Following the cycle in “The Fourth Phase”

After nearly three years in the making, professional snowboarder Travis Rice’s highly anticipated snowboarding film, “The Fourth Phase,” directed by Jon Klaczkiewicz, has finally arrived.

The movie was filmed in Rice’s backyard of Wyoming and in Japan, Russia and Alaska. Red Bull Media House and Brain Farm Cinemas have easily met expectations with the final product of “The Fourth Phase,” following the team’s previous 2011 prominent snowboarding film, “The Art of Flight.”

The difference that distinguishes “The Art of Flight” from “The Fourth Phase” is the two geographical stories behind them. In “The Art of Flight,” the Brain Farm crew set out to create a film that showcased snowboarding in some of the world’s unchartered terrain. In “The Fourth Phase,” the crew sets out to document Rice’s idea of following the North Pacific hydrological cycle, also known as the Gyre’s Flow.

What sets any of the Brain Farm, Travis Rice and Red Bull films apart from the majority of other snowboarding films is how they try to place more context behind the film, as opposed to creating a snowboarding music video. It all started with the collaboration’s first film way back in 2008 titled, “That’s It, That’s All.”

Along with Rice, “The Fourth Phase” casts professional snowboarders Mikkel Bang, Shin Biyajima, Ben Ferguson, Cam FitzPatrick, Bryan Iguchi, Eric Jackson, Jeremy Jones, Mark Landvik, Victor de Le Rue, Bode Merrill and Pat Moore.

The film is all brought together visually with beautiful cinematography that does a wonderful job at capturing each breathtaking environment that is presented in the film. The film hosts everything from high depth Cineflex landscape shots to simple high definition GoPro point of view shots.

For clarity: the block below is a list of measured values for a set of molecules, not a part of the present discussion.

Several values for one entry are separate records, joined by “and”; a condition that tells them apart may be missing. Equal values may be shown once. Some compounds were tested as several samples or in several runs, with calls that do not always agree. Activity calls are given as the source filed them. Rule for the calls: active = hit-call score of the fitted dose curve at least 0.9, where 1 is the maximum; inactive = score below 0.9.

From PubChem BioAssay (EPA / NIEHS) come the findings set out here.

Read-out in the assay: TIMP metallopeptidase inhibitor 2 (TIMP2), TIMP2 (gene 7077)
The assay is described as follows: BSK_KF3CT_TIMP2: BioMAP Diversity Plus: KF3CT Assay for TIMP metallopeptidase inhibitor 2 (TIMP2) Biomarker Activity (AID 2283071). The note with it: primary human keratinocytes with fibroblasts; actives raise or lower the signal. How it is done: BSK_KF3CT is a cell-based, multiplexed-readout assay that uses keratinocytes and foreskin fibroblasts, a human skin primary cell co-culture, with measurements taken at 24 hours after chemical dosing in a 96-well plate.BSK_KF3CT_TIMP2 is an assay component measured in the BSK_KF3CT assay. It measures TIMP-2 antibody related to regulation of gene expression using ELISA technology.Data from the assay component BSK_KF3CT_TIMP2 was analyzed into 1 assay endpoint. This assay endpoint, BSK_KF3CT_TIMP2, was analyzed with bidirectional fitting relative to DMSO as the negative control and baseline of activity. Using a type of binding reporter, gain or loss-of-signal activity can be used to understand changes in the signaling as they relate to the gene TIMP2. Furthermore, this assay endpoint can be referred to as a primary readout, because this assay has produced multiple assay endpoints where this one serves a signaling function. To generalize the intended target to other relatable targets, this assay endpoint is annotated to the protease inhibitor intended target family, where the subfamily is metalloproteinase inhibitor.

Like any other Travis Rice flick, “The Fourth Phase” presents a nice variety of ups and downs that come with their wild and unique snowboarding journeys, from the perfectly stomped tricks that come with ideal filming conditions to having to deal with delayed filming progress due to injuries and non-cooperative weather.

Considering the big motto of the film, “This process we follow, this cycle we ride,” the team successfully manages to follow the pacific hydrological cycle, but several delaying bumps in the road force the crew to take a couple of takes at certain locations the following year.

For people, like me, who have a passion for watching snowboarding films for really clean, creative, backcountry tricks, any Jackson Wyoming segment in each of the three Brain Farm, Travis Rice collaborations is bound to please us the most.

Sure, the whole idea of more content being added to a snowboard film is definitely more appealing to me nowadays when compared to another modern snowboard film that consists of a bunch of riders crushing it to some sweet tunes. However, these types of scenes really are what make a snowboarding film a snowboarding film for a lot of viewers.

This is naturally due to the history of snowboarding films, since the first time someone slapped together an edit. Now just picture these compositional styles being created with the world’s best backcountry snowboarders and the best snowboarding and action sports camera people and equipment, and you will have the Jackson, Wyo., segment of “The Fourth Phase.”

There is no shortage of exciting moments in any of the other scenes in the film, but when you view the Jackson segments in these films, you just witness each and every rider involved in them having a blast and stomping down some of the gnarliest and smoothest big air maneuvers in snowboarding to date.

If you have already seen “The Art of Flight,” you may notice that in “The Fourth Phase” there seems to be slightly less snowboarding and more storytelling. Though this is the case, it definitely should not make the film any less significant when presented in the snowboard community. It is simply a one-of-a-kind film that anyone will be able to appreciate in one fashion or another.

With the soundtrack consisting of artists like Foals, M83, Porter Robinson and Other Lives, “The Fourth Phase’s” seemingly calming cinematic presentation is completed.

The film appears to be everything it was intended to be in terms of documenting snowboarding around the north pacific hydrological cycle, but if there was anything that might have added to the film as a whole, it would have been a little more snowboarding.

Altogether, if you are trying to get a little extra dose of hype for the upcoming snowboarding season or you are looking into a very well captured modern snowboarding documentary, checking out “The Fourth Phase” is definitely not a bad idea.

For more any information about “The Fourth Phase” and purchasing options, you can visit